If an offer in compromise isn’t possible, try to arrange a monthly payment plan. Depending on your balance, the IRS can extend payment plans for up to 72 months. Penalties and interest still accrue, but you avoid any further collection or enforcement action.
You can check your eligibility for a payment plan and apply online on the IRS website.
For some people, unpaid taxes become an insurmountable debt. If you’ve tried every possible way to get out from under unpaid taxes, you may be able to discharge the debt with Chapter 7 bankruptcy.
Bankruptcy isn’t a sure-fire solution, however. It only erases tax debt that is more than three years old. Bankruptcy also can’t clear an IRS lien. If the IRS files a lien against your home, for example, before you file bankruptcy, you’ll have to pay it off before you can sell.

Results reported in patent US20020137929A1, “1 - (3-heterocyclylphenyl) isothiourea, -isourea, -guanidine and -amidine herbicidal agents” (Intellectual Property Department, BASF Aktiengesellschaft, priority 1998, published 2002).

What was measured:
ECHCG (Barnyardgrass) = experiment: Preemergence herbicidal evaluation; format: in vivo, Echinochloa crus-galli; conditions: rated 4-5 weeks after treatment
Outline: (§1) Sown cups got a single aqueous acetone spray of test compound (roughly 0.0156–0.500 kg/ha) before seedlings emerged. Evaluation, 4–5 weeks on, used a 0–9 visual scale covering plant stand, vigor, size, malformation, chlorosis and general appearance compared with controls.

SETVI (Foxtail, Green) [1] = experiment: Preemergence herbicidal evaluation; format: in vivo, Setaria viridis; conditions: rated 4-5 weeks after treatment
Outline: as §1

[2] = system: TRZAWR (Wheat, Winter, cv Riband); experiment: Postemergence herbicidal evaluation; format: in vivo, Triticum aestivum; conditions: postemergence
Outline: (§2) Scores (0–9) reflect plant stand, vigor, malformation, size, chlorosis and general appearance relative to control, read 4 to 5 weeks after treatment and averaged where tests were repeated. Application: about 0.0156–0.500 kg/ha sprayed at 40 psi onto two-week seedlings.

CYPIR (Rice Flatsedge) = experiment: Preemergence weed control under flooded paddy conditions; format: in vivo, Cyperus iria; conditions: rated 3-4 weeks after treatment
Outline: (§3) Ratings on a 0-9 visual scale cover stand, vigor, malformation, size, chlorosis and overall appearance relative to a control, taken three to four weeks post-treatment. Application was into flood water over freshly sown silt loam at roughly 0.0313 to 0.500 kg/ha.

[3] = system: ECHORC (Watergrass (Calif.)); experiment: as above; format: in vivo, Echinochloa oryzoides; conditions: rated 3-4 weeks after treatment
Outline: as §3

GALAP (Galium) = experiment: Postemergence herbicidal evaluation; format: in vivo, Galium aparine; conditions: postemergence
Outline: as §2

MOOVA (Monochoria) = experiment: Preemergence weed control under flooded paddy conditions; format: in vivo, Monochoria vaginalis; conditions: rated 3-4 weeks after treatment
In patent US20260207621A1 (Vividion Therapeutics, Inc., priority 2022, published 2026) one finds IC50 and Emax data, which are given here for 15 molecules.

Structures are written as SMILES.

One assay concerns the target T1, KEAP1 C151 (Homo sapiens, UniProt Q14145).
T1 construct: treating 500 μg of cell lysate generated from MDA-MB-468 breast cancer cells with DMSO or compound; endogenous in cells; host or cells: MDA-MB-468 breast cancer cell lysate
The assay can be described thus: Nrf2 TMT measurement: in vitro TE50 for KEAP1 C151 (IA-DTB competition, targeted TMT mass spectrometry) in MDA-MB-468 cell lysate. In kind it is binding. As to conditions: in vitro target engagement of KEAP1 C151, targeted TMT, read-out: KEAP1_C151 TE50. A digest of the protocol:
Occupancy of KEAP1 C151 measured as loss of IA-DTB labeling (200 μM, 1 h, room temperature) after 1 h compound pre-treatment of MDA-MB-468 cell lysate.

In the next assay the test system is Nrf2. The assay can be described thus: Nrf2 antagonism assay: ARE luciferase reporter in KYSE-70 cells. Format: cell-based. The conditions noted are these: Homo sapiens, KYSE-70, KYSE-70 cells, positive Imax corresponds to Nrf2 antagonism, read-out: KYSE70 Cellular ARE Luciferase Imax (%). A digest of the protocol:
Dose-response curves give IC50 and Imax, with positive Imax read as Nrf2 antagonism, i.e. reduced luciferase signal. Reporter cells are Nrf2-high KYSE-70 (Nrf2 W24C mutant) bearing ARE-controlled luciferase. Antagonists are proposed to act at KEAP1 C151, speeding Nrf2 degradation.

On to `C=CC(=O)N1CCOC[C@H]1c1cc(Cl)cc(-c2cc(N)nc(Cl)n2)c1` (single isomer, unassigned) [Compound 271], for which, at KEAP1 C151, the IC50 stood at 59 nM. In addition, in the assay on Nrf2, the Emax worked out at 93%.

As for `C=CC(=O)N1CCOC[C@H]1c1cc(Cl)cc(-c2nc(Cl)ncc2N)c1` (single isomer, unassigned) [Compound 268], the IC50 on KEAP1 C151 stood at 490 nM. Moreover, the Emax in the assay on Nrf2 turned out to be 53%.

If you’re considering bankruptcy because you didn’t pay taxes, truthfully disclose everything to your attorney before deciding to file. You have to meet several conditions before you can discharge your tax debt with bankruptcy. Your attorney needs all the details to determine whether your taxes can be discharged.
Most people don’t intentionally underpay their taxes or skip paying them entirely. Unless there’s an unavoidable hardship—job loss, illness, or death, for example—people generally assume their employer withholding or estimated quarterly tax payments are correct.
If you’re faced with an unpayable tax bill this year, contact a tax professional right away to figure out what went wrong. If your income went up or your dependents went down, you may need to adjust your withholding.
On the other hand, your tax pro may find ways to lower your tax liability with qualifying IRA or HSA contributions, tax credits, tax-advantaged investments, or other strategies. Whatever you do, find the source of the problem now so you don’t continue to rack up unpaid tax debt year after year.